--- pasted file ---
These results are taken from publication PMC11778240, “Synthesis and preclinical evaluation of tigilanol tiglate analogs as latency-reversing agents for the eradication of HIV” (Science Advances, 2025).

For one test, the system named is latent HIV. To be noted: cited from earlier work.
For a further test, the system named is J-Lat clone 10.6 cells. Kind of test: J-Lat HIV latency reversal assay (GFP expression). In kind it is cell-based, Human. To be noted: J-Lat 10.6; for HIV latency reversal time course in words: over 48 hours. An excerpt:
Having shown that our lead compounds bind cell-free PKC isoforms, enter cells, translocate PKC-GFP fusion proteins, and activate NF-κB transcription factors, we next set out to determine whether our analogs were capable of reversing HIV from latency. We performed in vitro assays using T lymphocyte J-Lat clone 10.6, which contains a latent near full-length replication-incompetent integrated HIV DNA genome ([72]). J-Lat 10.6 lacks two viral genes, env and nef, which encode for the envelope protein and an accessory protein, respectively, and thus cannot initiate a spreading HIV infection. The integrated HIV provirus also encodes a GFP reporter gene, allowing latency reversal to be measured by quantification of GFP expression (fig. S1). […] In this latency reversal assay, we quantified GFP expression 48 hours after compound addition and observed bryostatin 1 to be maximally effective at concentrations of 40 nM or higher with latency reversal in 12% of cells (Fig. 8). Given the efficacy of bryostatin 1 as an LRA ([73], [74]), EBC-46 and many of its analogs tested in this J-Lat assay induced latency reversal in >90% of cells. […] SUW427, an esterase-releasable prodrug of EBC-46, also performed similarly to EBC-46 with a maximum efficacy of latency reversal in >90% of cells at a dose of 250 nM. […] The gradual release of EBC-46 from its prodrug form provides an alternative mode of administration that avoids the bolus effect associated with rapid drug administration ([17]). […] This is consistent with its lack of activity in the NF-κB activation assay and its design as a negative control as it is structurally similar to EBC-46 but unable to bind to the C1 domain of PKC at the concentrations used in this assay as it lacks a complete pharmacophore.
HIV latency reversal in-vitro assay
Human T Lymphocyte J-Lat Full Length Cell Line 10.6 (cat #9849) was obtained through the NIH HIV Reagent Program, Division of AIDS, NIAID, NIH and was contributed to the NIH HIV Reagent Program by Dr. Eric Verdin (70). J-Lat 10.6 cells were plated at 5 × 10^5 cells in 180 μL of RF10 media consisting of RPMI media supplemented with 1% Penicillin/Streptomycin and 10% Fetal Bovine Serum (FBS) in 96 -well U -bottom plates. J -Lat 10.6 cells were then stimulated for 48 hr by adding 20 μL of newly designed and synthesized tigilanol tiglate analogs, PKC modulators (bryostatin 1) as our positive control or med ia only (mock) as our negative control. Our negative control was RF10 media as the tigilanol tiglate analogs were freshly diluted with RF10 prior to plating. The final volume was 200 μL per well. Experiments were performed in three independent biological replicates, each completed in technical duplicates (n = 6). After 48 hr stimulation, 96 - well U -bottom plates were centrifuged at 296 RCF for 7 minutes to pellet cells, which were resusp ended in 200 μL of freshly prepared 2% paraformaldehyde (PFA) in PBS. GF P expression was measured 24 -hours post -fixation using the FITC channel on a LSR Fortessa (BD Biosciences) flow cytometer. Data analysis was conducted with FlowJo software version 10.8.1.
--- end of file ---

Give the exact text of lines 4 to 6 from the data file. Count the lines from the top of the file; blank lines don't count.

Having shown that our lead compounds bind cell-free PKC isoforms, enter cells, translocate PKC-GFP fusion proteins, and activate NF-κB transcription factors, we next set out to determine whether our analogs were capable of reversing HIV from latency. We performed in vitro assays using T lymphocyte J-Lat clone 10.6, which contains a latent near full-length replication-incompetent integrated HIV DNA genome ([72]). J-Lat 10.6 lacks two viral genes, env and nef, which encode for the envelope protein and an accessory protein, respectively, and thus cannot initiate a spreading HIV infection. The integrated HIV provirus also encodes a GFP reporter gene, allowing latency reversal to be measured by quantification of GFP expression (fig. S1). […] In this latency reversal assay, we quantified GFP expression 48 hours after compound addition and observed bryostatin 1 to be maximally effective at concentrations of 40 nM or higher with latency reversal in 12% of cells (Fig. 8). Given the efficacy of bryostatin 1 as an LRA ([73], [74]), EBC-46 and many of its analogs tested in this J-Lat assay induced latency reversal in >90% of cells. […] SUW427, an esterase-releasable prodrug of EBC-46, also performed similarly to EBC-46 with a maximum efficacy of latency reversal in >90% of cells at a dose of 250 nM. […] The gradual release of EBC-46 from its prodrug form provides an alternative mode of administration that avoids the bolus effect associated with rapid drug administration ([17]). […] This is consistent with its lack of activity in the NF-κB activation assay and its design as a negative control as it is structurally similar to EBC-46 but unable to bind to the C1 domain of PKC at the concentrations used in this assay as it lacks a complete pharmacophore.
HIV latency reversal in-vitro assay
Human T Lymphocyte J-Lat Full Length Cell Line 10.6 (cat #9849) was obtained through the NIH HIV Reagent Program, Division of AIDS, NIAID, NIH and was contributed to the NIH HIV Reagent Program by Dr. Eric Verdin (70). J-Lat 10.6 cells were plated at 5 × 10^5 cells in 180 μL of RF10 media consisting of RPMI media supplemented with 1% Penicillin/Streptomycin and 10% Fetal Bovine Serum (FBS) in 96 -well U -bottom plates. J -Lat 10.6 cells were then stimulated for 48 hr by adding 20 μL of newly designed and synthesized tigilanol tiglate analogs, PKC modulators (bryostatin 1) as our positive control or med ia only (mock) as our negative control. Our negative control was RF10 media as the tigilanol tiglate analogs were freshly diluted with RF10 prior to plating. The final volume was 200 μL per well. Experiments were performed in three independent biological replicates, each completed in technical duplicates (n = 6). After 48 hr stimulation, 96 - well U -bottom plates were centrifuged at 296 RCF for 7 minutes to pellet cells, which were resusp ended in 200 μL of freshly prepared 2% paraformaldehyde (PFA) in PBS. GF P expression was measured 24 -hours post -fixation using the FITC channel on a LSR Fortessa (BD Biosciences) flow cytometer. Data analysis was conducted with FlowJo software version 10.8.1.